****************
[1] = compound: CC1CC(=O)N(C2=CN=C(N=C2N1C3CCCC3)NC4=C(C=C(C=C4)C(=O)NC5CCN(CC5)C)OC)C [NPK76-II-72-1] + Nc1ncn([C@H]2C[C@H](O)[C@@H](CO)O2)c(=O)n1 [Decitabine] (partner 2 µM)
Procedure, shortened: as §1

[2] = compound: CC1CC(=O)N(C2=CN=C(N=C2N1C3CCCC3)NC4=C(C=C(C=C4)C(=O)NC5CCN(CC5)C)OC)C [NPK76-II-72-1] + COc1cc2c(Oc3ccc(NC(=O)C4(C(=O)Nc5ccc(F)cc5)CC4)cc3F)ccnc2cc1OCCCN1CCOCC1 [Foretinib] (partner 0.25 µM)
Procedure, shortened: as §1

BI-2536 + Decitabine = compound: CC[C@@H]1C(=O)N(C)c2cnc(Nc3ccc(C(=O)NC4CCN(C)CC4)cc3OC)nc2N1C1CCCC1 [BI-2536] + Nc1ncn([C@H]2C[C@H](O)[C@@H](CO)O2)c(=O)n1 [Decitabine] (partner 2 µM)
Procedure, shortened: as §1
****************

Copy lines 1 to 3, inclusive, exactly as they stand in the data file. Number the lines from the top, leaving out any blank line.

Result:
[1] = compound: CC1CC(=O)N(C2=CN=C(N=C2N1C3CCCC3)NC4=C(C=C(C=C4)C(=O)NC5CCN(CC5)C)OC)C [NPK76-II-72-1] + Nc1ncn([C@H]2C[C@H](O)[C@@H](CO)O2)c(=O)n1 [Decitabine] (partner 2 µM)
Procedure, shortened: as §1

[2] = compound: CC1CC(=O)N(C2=CN=C(N=C2N1C3CCCC3)NC4=C(C=C(C=C4)C(=O)NC5CCN(CC5)C)OC)C [NPK76-II-72-1] + COc1cc2c(Oc3ccc(NC(=O)C4(C(=O)Nc5ccc(F)cc5)CC4)cc3F)ccnc2cc1OCCCN1CCOCC1 [Foretinib] (partner 0.25 µM)